The Duke of York’s legal team has hit back at allegations that he provided “zero co-operation” to US authorities investigating convicted sex offender Jeffrey Epstein, instead claiming he has made three offers of help.

America’s Department of Justice (DOJ) has submitted a mutual legal assistance (MLA) request to the Home Office to quiz Andrew as a witness in a criminal investigation into the disgraced financier’s offending.

But in a statement the duke’s legal team said: “The Duke of York has on at least three occasions this year offered his assistance as a witness to the DOJ.

READ MORE: Coronavirus: Sturgeon rips into Tories for putting politics before the pandemic

“Unfortunately, the DOJ has reacted to the first two offers by breaching their own confidentiality rules and claiming that the duke has offered zero co-operation. In doing so, they are perhaps seeking publicity rather than accepting the assistance proffered.”

Andrew’s public life was left in tatters after his disastrous Newsnight interview about his friendship with Epstein, which saw him accused of showing little empathy for the financier’s victims.

In the programme’s aftermath the duke stepped back from royal duties but became the focus of US authorities who wanted to question him about the financier, who killed himself in his jail cell while awaiting trial for sex trafficking.

Four days after last year’s interview, the duke said in a statement he was “willing to help any appropriate law enforcement agency with their investigations, if required”.

But Geoffrey Berman, who is leading the Epstein inquiry, told reporters in March: “Contrary to Prince Andrew’s very public offer to co-operate with our investigation into Epstein’s co-conspirators, an offer that was conveyed via press release, Prince Andrew has now completely shut the door on voluntary co-operation and our office is considering its options.”

An MLA request made by foreign countries is a formal process used to obtain help in an investigation or prosecution of criminal offences, generally when co-operation cannot be obtained by law enforcement agencies.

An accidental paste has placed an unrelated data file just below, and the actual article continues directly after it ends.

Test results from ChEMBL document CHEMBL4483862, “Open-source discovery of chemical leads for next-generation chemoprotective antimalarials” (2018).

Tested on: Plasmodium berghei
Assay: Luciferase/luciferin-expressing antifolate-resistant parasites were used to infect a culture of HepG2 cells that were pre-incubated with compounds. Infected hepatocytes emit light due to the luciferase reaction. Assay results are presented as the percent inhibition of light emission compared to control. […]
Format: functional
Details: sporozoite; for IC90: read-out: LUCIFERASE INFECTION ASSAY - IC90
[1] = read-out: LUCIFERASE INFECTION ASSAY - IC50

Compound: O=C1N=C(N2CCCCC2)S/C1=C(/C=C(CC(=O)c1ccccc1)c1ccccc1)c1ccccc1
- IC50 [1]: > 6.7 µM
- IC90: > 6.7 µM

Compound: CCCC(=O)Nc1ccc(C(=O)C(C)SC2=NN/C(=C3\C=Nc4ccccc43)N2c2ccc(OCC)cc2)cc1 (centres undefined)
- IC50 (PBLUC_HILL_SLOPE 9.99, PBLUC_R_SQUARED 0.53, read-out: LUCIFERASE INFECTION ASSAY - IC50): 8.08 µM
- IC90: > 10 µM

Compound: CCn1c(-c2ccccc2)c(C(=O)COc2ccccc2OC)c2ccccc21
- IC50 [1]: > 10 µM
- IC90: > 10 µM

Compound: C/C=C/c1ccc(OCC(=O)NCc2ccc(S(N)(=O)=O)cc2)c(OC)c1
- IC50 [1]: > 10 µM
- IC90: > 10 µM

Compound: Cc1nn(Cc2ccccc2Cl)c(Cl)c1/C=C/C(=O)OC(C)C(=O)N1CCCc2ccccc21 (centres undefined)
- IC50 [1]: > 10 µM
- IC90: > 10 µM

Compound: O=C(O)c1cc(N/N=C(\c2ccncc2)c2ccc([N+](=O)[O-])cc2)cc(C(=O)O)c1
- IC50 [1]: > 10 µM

The process is normally secret but with reports on both side of the Atlantic about the request Andrew’s legal team stressed its “commitment to confidentiality” and went on to make accusations of “misleading media briefings” against US prosecutors.

The statement said: “Any pursuit of an application for mutual legal assistance would be disappointing, since the Duke of York is not a target of the DOJ investigation and has recently repeated his willingness to provide a witness statement.

“It is hoped that this third offer has not been the cause of the most recent leak about the Duke of York.”

One of Epstein’s victims Virginia Giuffre, who claims she was trafficked by the financier, also alleges the duke had sex with her on three separate occasions, including when she was 17, still a minor under US law.

The duke categorically denies he had any form of sexual contact or relationship with Ms Giuffre.

The statement said: “It is a matter of regret that the DOJ has seen fit to breach its own rules of confidentiality, not least as they are designed to encourage witness co-operation.

“Far from our client acting above the law, as has been implied by press briefings in the US, he is being treated by a lower standard than might reasonably be expected for any other citizen.”

READ MORE: Nicola Sturgeon says her 'heart breaks' for businesses hit by virus over past few months

Andrew’s legal team is made up of Clare Montgomery QC, who represented Chilean dictator Augusto Pinochet, and specialist defence barrister Stephen Ferguson, briefed by criminal defence solicitor Gary Bloxsome from Blackfords.

Their statement stressed the US authorities have been “actively investigating” Mr Epstein for more than 16 years, but their first request for help from the duke was on January 2 this year.

It went on to say: “Importantly, the DOJ advised us that the Duke is not and has never been a ‘target’ of their criminal investigations into Epstein and that they sought his confidential, voluntary cooperation.”

The legal team said they were given an “unequivocal assurance” by the US authorities their discussions and the interview process would remain confidential, but claimed this commitment was broken.

The statement also claimed the comments by Mr Berman, the US Attorney for the Southern District of New York, who said the duke had “shut the door” on voluntary co-operation was “inaccurate”.

Mr Berman’s office declined to comment.